Vitamin D deficiency results in low levels of calcium and phosphorus minerals which are essential for bone health. This causes rickets in children and osteoporosis, osteomalacia, and increased fracture risk in adults. The classic disease that is caused by a deficiency of vitamin D is rickets (a bone disorder in children).
Vitamin D deficiency is also correlated to the onset and progression of many chronic diseases like colon, prostate, and breast cancer; cardiovascular diseases; the development of diabetes. Low vitamin D status may increase your risk for Type 1 Diabetes Mellitus, cardiovascular diseases like insulin resistance, hypertension, and brain dysfunctions including depression. So, the deficiency of this fat-soluble vitamin can cause both skeletal as well as non-skeletal diseases. The risk factors for vitamin D deficiency are old age, lack of sun exposure, and dark skin. Its deficiency is common among people living in northern latitudes where sunlight amount varies compared to the rest of the world.
Symptoms of a Vitamin D deficiency
There are various symptoms that lead us to the knowledge of lack of Vitamin in the body such as:
- Depression: Vitamin D is important to produce the feel-good substance serotonin. Many people who seem depressed have a serotonin deficiency.
- Bone pain: Vitamin D is important to process some minerals such as magnesium in the bones. That is why vitamin D deficiency can cause bone problems.
- Muscle weakness: Muscles have vitamin D receptors that need a constant supply of this nutrient. If that does not happen, you can get complaints.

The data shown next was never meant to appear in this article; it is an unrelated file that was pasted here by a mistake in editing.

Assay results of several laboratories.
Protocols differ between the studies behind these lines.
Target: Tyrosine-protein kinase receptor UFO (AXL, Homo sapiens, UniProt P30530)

- Respiratory complaints: Complaints to the respiratory system can have many causes, but infections to the lungs can be an expression of a weakened immune system, if they are chronic. A weakened immune system also increases the risk of cancer. You can enjoy the sun without having to completely cover yourself with sunscreen.
- Fatigue: Your body needs enough vitamin D to make energy. If you still feel tired even after a good night, the cause may be a vitamin D deficiency.
- Heart disease: The scientists are still in the dark about the exact link, but there are some studies that make the connection between heart complaints and a vitamin D deficiency.
- Stress: Vitamin D deficiency can cause anxiety and panic, resulting in frequent sweating.
- Bad teeth: Vitamin D is important for the construction and maintenance of the teeth. Even the gums enjoy a good vitamin D status in your body.
- High blood pressure: According to an extensive meta-analysis, it appears that people with low vitamin D values have higher blood pressure.
The deficiency of vitamin D can be treated by:
- The consumption of fortified and enriched foods, as well as enough sun exposure (at least 50 minutes per day), should be set for people at risk of vitamin D deficiency.
- If an adequate intake is not achieved, one should take vitamin D supplements, especially during winter months.
Toxicity due to excessive intake
As we know everything in excess leads to toxicity, so we must maintain the level. Some of the ways and reasons are:
- The upper limit of vitamin D intake has been set at 4000 IU per day. Vitamin D intoxication is rare and usually occurs by the excessive and uncontrolled ingestion of supplements or faulty food fortification practices.
- Toxicity occurs due to high plasma and high calcium levels, leading to hypercalcemia. Stopping vitamin D and calcium supplements is mandatory, and one should go through treatment of hypercalcemia.
- Its intoxication can cause excessive bone reabsorption, metastatic calcification, nephrolithiasis, polyuria, CNS, GIT, and CVS symptoms.
Vitamin D has many benefits, it is necessary for many functions in our body. It is essential for the growth and strength of our bones. One of the ways to prevent vitamin D deficiency is to eat foods that have high concentrations of this vitamin, such as milk, fish, and eggs. Vitamin D helps to prevent rickets in children and osteomalacia in adults. Adding more vitamin D-rich meals to your diet will help to prevent flu.